Once again, the unstoppable machine of pop music invites us to a tasting of a sweet and – not incidentally – black body. This time Rihanna entices listeners to join her in a celebration where the main course is herself. As a matter of fact, a popular remix seems to point to her ex, Chris Brown, as guest of honor to the party the song refers to. The live performances do not leave many doubts as to what part of Rihanna’s body the word “cake” refers to. No need for winking, no double entendre: the song is a suggestive road map that guides the willing listener to blow the candles, lick the icing, and put his name on the artist’s cake, described as “sweeter than a rice cake, cake worth sipping.”
I am not trying to pass any moral or aesthetic judgment. Rather, I’m drawing attention on how popular culture, and in particular music, has compared female bodies to sweet substances that are there for the taking. “Honey,” “sugar,” and “sweetness” are common terms of endearment, without any explicit connection to oral pleasures and devoid of specific racial connotations. However, pop music draws more direct correlations between edible matters and female bodies. Lady Gaga hinted that she was an object of consumption when she showed up at the 2010 MTV Video Music Awards wrapped in a dress made of raw meat. But these connections are particularly interesting in what many identify as African-American pop culture, although produced by the entertainment industry for all kinds of audiences.
Starting from the 1930s, culinary themes were especially common in blues music. A desirable young girl was called a “biscuit” and a good lover was called a “biscuit roller” (If I Had Possession over Judgment Day, by Robert Johnson, 1936). The complexion of a black person also played a role: “honey ” referred to light-skinned persons, while “coffee” referred to darker ones, resulting in expressions such as “honey dripper” and “coffee grinder” as metaphors for a lover. Having sex was “grinding” (Grinder Man Blues, by Memphis Slim, 1940) or “squeezing lemons” (Dirty Mother for You, by Memphis Minnie, 1935). Jelly is an edible matter that denotes softness and sweetness, with connotations that point to childhood, comfort food, and satisfaction of primal drives. Peanut butter and jelly are often referred to as a quintessential treat for children and adults alike. The jelly metaphor, in which the physical consumption of food somehow mirrors the enjoyment of sexual pleasure, is not new, but originates in the 1942 song It Must Be Jelly (‘Cause Jam Don’t Shake Like That.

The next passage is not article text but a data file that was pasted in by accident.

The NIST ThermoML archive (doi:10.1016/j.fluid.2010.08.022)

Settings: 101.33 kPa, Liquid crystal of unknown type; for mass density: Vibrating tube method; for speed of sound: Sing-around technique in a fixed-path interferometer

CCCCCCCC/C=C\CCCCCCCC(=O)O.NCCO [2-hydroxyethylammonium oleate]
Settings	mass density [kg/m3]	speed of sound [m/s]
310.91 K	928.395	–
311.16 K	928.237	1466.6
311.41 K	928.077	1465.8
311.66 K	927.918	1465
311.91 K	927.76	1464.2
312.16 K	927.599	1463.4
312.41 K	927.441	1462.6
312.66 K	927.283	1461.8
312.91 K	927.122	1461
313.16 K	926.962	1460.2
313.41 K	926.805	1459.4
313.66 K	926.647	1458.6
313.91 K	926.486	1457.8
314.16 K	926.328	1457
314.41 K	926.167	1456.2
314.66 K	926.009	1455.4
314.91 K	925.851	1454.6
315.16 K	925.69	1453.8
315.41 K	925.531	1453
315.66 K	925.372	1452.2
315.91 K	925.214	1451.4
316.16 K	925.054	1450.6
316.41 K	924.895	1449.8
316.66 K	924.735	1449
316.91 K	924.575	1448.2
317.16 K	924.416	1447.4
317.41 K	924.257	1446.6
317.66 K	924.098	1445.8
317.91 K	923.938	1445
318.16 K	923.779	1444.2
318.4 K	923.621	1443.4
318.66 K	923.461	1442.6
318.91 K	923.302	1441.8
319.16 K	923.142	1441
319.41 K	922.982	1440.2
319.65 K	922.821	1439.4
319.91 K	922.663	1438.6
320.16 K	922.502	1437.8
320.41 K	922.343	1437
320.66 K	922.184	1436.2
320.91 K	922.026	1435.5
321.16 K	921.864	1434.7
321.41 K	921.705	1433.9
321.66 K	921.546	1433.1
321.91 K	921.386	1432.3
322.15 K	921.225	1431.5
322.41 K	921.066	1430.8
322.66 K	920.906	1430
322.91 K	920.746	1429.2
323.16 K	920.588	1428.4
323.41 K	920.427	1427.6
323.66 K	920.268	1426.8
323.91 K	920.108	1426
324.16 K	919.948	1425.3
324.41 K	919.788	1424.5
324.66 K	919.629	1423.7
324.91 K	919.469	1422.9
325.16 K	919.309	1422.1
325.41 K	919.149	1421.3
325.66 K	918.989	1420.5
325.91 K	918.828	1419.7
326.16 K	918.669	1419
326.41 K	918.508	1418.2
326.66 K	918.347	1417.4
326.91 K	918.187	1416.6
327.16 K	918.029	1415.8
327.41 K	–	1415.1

However, in recent years black female artists have started using these metaphors in ways that assert their power and control over their male counterparts. In her hit Milkshake, singer Kelis flips the stereotype from negative to positive to affirm the woman’s control over the man’s appetites. Realizing that her stuff is better than anybody else’s, she refuses to share her skills and wisdom with other women. Otherwise she should charge a fee. Destiny’s Child taunted listeners by reminding them that “I don’t think you’re ready for this jelly ’cause my body is too bootylicious for you, babe.” In her song, Rihanna teases an imaginary male who wants her cake “in the worst way,” positive about her control over him: “Don’t try to hide it, I’mma make you my bitch.” Who is the artist talking to? Just heterosexual males who find her come-on lines arousing, or also women who might identify with the sexual power and the assertiveness exuding from her?
Young black female performers might seem to have found, in the triangulation of their flesh, food, and sexiness, the key to affirming their commanding womanhood and their agency. Yet this phenomenon does not happen in a void, but as part of a massive showbiz industry that by commodifying minorities still allows mainstream culture to find new and discrete ways to reaffirm its power. At the same time, models of beauty that reinforce the preference for thinness turn female bodies into an object for entertainment.